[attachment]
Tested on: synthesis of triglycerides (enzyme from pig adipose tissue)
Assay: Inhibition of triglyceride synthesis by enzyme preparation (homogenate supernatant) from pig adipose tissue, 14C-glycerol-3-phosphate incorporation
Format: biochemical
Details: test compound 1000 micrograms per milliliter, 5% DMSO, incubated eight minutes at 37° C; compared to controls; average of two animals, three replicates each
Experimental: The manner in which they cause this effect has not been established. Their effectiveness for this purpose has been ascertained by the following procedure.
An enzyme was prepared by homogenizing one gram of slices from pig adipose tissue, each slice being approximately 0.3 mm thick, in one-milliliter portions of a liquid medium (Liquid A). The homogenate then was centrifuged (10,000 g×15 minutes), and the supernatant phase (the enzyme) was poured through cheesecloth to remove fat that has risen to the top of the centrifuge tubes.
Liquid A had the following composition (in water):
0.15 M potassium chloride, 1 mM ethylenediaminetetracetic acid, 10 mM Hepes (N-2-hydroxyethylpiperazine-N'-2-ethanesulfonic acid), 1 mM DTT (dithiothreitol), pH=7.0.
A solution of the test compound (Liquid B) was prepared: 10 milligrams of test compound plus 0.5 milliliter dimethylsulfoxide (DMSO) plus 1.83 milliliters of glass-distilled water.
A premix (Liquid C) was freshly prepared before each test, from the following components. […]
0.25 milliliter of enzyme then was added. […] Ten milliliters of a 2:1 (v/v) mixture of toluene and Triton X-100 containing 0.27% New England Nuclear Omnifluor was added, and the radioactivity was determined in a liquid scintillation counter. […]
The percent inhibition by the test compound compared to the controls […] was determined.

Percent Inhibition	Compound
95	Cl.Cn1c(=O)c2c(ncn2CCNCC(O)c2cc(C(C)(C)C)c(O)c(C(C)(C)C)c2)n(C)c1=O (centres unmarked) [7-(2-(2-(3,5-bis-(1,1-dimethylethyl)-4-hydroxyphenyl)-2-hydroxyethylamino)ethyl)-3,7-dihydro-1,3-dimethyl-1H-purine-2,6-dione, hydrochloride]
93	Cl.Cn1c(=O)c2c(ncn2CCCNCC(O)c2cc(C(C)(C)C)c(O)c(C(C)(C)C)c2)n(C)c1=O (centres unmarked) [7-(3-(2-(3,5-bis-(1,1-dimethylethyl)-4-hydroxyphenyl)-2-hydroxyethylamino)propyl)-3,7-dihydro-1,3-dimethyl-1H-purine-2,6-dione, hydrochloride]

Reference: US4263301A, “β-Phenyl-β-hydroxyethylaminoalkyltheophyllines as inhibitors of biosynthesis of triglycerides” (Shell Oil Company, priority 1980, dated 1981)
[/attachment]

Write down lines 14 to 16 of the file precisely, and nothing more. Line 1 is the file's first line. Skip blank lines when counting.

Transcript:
95	Cl.Cn1c(=O)c2c(ncn2CCNCC(O)c2cc(C(C)(C)C)c(O)c(C(C)(C)C)c2)n(C)c1=O (centres unmarked) [7-(2-(2-(3,5-bis-(1,1-dimethylethyl)-4-hydroxyphenyl)-2-hydroxyethylamino)ethyl)-3,7-dihydro-1,3-dimethyl-1H-purine-2,6-dione, hydrochloride]
93	Cl.Cn1c(=O)c2c(ncn2CCCNCC(O)c2cc(C(C)(C)C)c(O)c(C(C)(C)C)c2)n(C)c1=O (centres unmarked) [7-(3-(2-(3,5-bis-(1,1-dimethylethyl)-4-hydroxyphenyl)-2-hydroxyethylamino)propyl)-3,7-dihydro-1,3-dimethyl-1H-purine-2,6-dione, hydrochloride]

Reference: US4263301A, “β-Phenyl-β-hydroxyethylaminoalkyltheophyllines as inhibitors of biosynthesis of triglycerides” (Shell Oil Company, priority 1980, dated 1981)